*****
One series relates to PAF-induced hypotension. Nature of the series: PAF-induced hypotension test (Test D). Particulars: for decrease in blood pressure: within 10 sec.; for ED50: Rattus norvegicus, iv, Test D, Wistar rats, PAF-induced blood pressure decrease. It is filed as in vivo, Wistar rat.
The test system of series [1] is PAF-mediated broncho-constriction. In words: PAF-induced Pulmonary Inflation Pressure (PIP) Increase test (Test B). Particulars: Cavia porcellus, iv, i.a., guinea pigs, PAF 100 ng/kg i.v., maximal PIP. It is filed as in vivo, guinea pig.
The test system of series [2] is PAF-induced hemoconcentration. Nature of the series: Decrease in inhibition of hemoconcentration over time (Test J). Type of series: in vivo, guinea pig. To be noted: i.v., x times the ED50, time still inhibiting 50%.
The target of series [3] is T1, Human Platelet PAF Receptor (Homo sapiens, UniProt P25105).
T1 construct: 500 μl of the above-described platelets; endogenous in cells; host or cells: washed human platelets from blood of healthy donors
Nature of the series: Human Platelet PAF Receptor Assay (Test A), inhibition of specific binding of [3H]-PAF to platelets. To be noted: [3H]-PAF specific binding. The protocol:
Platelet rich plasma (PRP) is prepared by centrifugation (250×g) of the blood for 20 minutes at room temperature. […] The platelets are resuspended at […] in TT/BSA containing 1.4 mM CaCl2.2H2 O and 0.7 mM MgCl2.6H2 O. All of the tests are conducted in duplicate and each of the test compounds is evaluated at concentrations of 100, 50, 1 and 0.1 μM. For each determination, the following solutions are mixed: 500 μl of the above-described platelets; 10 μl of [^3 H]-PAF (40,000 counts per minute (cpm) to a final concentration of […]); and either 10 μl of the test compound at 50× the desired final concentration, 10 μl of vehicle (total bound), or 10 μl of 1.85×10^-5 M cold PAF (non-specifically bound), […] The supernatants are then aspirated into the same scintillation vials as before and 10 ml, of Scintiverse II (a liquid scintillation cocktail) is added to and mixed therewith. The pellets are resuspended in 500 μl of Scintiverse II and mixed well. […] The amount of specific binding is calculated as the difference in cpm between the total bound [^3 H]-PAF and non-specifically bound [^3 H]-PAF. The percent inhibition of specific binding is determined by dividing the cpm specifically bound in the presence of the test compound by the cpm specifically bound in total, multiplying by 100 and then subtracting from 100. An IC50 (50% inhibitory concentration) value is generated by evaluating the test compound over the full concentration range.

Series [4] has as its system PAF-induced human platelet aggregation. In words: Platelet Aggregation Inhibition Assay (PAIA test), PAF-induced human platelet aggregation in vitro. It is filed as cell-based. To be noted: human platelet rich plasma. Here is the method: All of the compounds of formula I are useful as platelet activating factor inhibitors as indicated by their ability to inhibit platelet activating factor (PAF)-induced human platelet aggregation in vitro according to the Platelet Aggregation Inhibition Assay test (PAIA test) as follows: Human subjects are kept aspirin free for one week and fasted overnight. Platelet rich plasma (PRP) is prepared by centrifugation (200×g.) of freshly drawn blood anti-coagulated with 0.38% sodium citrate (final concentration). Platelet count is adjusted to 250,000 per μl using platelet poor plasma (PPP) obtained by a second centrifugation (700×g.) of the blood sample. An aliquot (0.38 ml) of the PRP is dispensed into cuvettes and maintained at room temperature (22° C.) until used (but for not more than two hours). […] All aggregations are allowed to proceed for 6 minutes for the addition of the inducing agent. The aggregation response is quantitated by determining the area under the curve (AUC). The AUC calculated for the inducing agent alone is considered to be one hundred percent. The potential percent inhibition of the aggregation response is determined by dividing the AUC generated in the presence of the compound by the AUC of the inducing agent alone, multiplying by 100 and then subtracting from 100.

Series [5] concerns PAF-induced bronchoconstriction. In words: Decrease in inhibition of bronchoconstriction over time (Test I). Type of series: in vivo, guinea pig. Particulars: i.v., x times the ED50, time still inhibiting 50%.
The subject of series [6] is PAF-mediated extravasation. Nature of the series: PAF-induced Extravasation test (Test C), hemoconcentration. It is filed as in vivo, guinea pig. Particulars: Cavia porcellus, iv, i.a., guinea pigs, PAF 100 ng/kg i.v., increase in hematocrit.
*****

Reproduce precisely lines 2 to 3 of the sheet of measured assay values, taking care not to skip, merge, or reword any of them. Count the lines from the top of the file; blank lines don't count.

The test system of series [1] is PAF-mediated broncho-constriction. In words: PAF-induced Pulmonary Inflation Pressure (PIP) Increase test (Test B). Particulars: Cavia porcellus, iv, i.a., guinea pigs, PAF 100 ng/kg i.v., maximal PIP. It is filed as in vivo, guinea pig.
The test system of series [2] is PAF-induced hemoconcentration. Nature of the series: Decrease in inhibition of hemoconcentration over time (Test J). Type of series: in vivo, guinea pig. To be noted: i.v., x times the ED50, time still inhibiting 50%.